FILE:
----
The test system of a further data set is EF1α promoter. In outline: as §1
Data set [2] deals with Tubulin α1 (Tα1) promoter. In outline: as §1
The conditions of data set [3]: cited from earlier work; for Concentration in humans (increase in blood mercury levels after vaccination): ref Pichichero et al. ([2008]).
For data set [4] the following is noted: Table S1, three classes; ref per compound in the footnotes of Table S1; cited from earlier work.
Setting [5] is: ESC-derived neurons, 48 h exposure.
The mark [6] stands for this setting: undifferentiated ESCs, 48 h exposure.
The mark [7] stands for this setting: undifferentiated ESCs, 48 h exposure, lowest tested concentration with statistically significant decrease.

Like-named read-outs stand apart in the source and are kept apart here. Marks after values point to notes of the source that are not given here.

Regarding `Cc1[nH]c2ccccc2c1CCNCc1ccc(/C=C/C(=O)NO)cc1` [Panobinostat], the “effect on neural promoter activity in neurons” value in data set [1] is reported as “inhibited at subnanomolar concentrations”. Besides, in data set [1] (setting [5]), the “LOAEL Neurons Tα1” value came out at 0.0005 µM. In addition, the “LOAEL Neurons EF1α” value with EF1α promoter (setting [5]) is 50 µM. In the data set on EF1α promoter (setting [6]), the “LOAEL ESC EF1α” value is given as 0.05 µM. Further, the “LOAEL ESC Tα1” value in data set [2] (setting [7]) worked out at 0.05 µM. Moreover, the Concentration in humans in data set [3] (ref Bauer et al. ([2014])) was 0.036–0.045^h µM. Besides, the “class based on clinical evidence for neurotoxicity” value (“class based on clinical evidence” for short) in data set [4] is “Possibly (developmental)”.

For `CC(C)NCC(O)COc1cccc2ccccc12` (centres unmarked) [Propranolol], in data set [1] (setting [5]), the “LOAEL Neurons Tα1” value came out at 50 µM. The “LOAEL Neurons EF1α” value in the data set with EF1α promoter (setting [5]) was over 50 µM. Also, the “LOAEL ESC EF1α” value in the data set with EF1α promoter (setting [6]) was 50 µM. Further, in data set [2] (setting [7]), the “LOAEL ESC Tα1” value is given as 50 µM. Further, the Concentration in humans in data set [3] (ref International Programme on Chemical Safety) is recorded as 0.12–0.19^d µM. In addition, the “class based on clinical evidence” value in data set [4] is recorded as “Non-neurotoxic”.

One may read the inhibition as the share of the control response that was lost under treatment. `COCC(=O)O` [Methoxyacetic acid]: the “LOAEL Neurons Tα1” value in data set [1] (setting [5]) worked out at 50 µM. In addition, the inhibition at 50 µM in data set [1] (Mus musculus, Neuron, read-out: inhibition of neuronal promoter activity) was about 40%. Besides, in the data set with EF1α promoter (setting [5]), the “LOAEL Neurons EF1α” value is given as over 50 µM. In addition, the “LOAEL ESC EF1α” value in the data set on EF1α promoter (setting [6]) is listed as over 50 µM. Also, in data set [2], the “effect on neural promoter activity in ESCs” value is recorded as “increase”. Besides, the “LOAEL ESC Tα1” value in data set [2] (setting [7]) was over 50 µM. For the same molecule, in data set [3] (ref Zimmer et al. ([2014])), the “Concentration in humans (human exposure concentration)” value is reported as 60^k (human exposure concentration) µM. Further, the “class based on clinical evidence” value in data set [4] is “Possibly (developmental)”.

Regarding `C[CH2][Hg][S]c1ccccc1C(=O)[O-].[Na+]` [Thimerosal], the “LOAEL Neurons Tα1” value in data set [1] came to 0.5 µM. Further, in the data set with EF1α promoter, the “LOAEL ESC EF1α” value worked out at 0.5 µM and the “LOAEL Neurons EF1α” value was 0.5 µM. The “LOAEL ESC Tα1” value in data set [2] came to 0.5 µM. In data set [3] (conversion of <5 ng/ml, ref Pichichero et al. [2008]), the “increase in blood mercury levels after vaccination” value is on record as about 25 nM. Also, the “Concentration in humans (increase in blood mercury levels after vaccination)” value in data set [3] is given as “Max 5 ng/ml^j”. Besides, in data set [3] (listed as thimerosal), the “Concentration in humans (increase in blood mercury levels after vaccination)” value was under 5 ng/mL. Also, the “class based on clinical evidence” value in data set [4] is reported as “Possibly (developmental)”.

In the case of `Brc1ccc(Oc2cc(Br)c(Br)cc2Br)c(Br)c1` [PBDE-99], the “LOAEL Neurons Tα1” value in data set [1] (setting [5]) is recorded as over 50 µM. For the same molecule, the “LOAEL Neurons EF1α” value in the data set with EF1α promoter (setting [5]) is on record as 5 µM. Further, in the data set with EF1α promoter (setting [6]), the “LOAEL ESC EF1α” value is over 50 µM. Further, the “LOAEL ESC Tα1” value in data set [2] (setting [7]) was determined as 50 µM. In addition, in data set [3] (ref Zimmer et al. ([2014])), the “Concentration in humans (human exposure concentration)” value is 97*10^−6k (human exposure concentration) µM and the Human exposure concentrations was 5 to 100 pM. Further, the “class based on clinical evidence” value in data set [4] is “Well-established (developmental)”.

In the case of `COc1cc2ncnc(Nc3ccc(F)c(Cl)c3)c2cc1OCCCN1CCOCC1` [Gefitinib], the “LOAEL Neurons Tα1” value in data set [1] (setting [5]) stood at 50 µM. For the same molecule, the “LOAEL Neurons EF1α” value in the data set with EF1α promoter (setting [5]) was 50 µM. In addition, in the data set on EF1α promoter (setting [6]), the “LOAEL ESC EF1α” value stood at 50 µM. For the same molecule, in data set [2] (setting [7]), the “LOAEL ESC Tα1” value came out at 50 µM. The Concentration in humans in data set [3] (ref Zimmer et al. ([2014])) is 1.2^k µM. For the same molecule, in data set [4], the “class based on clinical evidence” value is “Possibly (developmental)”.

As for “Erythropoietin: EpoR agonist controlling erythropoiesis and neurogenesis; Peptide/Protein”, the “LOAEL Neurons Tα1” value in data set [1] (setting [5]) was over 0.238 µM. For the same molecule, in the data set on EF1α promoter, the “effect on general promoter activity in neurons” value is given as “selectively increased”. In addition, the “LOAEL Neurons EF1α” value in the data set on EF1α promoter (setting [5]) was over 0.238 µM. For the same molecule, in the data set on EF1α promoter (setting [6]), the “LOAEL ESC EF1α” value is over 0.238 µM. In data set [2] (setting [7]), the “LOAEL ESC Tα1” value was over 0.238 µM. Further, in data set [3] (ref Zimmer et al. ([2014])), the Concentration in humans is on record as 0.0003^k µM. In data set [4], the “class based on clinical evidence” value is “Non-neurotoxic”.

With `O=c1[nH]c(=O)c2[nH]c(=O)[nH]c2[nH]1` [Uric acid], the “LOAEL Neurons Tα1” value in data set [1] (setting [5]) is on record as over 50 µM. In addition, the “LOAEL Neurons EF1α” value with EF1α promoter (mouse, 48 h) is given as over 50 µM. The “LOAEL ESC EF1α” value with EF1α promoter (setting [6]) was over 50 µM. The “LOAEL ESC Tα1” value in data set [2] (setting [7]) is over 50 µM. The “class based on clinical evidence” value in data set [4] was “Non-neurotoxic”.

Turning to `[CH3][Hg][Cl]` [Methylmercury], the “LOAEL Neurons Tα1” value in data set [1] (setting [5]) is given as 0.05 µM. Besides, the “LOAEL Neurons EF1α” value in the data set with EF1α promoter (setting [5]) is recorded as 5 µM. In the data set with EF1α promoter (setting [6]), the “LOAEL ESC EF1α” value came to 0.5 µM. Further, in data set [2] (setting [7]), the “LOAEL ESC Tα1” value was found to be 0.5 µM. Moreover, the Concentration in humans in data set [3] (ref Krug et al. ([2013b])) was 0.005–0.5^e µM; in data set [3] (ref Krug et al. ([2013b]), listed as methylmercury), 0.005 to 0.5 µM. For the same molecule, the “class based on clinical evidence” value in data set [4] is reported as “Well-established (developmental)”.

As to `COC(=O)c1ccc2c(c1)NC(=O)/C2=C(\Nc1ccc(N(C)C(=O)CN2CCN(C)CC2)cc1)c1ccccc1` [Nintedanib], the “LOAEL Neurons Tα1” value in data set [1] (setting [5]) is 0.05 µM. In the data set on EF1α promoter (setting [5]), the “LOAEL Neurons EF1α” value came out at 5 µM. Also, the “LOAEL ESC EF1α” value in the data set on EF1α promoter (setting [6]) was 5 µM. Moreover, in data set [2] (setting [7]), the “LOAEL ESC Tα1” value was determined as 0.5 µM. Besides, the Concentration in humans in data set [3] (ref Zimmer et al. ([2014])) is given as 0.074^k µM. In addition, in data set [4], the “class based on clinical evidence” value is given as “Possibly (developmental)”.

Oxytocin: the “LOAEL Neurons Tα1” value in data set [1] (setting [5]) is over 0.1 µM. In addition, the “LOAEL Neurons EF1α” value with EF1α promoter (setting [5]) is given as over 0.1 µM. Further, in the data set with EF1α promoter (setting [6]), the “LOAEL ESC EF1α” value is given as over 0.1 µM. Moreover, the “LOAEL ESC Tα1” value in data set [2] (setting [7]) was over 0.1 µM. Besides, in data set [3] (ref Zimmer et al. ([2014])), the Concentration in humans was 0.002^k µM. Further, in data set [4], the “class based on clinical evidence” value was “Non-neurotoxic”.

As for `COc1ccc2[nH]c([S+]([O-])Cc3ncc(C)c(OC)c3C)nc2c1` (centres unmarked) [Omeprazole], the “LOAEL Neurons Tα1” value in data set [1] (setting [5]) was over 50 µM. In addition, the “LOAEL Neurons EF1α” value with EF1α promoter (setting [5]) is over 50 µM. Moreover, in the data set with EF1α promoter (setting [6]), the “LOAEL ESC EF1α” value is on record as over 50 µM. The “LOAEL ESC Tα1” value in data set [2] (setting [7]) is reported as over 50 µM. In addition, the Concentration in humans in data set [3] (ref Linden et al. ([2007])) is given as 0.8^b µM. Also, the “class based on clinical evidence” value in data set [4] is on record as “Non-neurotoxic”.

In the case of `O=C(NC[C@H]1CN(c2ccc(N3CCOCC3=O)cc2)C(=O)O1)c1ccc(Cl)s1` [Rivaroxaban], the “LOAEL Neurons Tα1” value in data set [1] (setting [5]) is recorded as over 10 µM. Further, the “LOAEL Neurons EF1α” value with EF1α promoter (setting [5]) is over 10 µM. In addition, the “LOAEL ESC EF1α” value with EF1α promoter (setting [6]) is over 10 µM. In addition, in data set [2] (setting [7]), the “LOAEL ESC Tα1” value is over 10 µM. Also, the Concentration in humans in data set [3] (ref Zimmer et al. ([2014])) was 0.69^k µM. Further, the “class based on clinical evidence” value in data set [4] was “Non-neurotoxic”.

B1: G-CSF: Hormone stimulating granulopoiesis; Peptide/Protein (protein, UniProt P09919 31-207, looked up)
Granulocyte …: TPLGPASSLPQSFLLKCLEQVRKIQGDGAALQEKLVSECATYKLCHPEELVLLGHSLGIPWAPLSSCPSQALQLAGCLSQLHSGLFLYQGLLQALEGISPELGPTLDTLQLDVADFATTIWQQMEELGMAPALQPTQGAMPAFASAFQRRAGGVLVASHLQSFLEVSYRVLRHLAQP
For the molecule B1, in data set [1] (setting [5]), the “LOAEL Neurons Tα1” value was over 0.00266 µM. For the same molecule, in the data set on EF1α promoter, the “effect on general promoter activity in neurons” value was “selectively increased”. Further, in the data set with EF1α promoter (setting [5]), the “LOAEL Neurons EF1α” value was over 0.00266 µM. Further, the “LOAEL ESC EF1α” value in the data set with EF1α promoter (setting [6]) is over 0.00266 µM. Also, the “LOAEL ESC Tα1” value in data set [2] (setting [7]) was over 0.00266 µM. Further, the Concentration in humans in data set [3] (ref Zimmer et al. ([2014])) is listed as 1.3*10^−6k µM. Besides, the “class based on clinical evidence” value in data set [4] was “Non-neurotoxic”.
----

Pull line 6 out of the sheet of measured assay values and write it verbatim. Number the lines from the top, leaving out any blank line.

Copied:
The mark [6] stands for this setting: undifferentiated ESCs, 48 h exposure.